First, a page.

Metro rail to connect North Campus and Downtown Buffalo
NFTA project manager speaks to UB alumni about upcoming expansion
Rachel Maloney said she frequently traveled between campuses to access the metro rail as a UB student and “always wished there was a better way.”
She’s trying to change this experience for current students.
Maloney, the Niagara Frontier Transportation Authority planning project manager and ‘09 urban planning alum, is spearheading a metro rail expansion that will “seamlessly connect” North Campus to Downtown Buffalo.
Maloney discussed the NFTA’s plans with roughly 50 UB alumni at Big Ditch Brewery on Thursday. The current metro rail runs between Harbor Station in Downtown Buffalo and University Station on South Campus. NFTA is working closely with UB on the expansion project, which Maloney said will replace Stampede buses, since it is relying heavily on ridership from faculty and students. The project is still in its “preliminary stages,” but Maloney said as the project head, she is “living proof” it will happen.
Maloney said the expansion of the metro rail to North Campus will provide a “convenient, safe, reliable and quick” transportation option for the UB community.
“UB is at the heart of our expansion project,” Maloney said. “I think this will provide students with an opportunity to have access to not only three different campuses, but also the community. They’ll be able to experience the community, Buffalo and the region more than they ever could.”
Students on North Campus currently must travel to South Campus in order to take the metro rail into the city. Tom Piwtorak, ‘09 electrical engineering alum, said he feels this process is a “major hindrance” to students experiencing downtown.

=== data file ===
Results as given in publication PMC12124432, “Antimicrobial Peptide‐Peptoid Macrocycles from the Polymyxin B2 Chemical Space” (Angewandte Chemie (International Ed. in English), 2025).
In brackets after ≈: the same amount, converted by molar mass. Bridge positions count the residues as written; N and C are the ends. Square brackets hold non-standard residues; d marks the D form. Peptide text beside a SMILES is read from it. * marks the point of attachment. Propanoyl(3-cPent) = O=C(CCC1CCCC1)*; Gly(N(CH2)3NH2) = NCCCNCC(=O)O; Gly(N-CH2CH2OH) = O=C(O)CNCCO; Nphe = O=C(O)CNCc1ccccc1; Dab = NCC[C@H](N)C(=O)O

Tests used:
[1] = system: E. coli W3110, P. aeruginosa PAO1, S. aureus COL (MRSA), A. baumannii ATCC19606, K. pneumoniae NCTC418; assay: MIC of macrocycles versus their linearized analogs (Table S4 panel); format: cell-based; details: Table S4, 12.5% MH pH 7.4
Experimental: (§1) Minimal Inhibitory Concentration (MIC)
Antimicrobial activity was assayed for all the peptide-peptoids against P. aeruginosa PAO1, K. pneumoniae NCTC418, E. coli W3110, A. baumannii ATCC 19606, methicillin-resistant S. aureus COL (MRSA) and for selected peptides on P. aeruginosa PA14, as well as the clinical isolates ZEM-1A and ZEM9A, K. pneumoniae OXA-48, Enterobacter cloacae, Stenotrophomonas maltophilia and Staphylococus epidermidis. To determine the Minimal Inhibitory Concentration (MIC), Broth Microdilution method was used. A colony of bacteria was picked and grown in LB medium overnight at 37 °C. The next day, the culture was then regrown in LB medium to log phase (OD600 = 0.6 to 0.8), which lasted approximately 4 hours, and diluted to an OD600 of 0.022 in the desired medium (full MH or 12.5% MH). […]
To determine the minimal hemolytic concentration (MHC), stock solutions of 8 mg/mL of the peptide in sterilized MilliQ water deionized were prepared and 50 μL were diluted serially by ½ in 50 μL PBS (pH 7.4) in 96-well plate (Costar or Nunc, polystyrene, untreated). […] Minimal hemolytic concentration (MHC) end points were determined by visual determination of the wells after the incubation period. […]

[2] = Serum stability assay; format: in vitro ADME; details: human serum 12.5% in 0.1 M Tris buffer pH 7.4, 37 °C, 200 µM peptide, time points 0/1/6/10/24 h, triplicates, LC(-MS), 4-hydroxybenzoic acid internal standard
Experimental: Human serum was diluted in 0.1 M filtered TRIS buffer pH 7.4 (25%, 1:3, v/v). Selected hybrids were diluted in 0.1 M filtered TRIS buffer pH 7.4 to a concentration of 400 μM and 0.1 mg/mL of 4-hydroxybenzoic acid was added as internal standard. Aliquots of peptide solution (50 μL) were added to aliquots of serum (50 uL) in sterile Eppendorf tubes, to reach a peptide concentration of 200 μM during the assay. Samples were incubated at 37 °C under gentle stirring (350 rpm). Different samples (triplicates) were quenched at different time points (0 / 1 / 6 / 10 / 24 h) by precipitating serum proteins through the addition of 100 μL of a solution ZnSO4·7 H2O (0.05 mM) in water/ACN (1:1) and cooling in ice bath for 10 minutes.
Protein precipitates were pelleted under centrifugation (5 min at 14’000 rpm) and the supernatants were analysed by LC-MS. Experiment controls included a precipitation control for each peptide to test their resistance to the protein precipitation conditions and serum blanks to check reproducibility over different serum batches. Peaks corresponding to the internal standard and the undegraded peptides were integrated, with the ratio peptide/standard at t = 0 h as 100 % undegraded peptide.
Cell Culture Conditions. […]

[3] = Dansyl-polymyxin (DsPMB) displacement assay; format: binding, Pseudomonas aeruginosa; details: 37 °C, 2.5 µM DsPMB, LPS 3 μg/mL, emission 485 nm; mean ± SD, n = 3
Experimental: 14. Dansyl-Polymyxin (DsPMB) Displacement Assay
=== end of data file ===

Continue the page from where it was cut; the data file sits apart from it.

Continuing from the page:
“When I was a student, I had Sabres season tickets,” Piwtorak said. “So with this expansion going to North Campus, it would be a seamless, single-transit trip from North Campus to the Sabres arena.”
Maloney emphasized how this expansion will benefit international students.
“A lot of international students are kind of limited,” Maloney said. “I think this will provide an amenity to those international students to get around and be more comfortable in this area.”
Alex Rankie, ‘17 finance and real estate alum, said he could see international students making use of the metro rail, since UB has a large international population.
“I knew a lot of international students who didn’t have cars [when I was in college] so I could see them benefiting from this expansion,” Rankie said.
The metro rail will stop at three different stations on campus: east of Flint loop, near Lee Road and at the Ellicott Complex.
NFTA estimates the project will increase employment since roughly 100,000 jobs will be within walking distance of the transit line. Maloney said the line will also create temporary construction, mechanic and train operator positions.
Rankie said one of Buffalo’s “biggest drawbacks” is the infrastructure and this line will help solve that.
“With this metro rail, it will allow people to commute downtown, be more centrally located and get around Buffalo easier,” Rankie said.
Piwtorak said the rail will be a “newer, better and faster” approach to the Stampede.
Brittany Gorny is a senior news editor and can be reached at email@example.com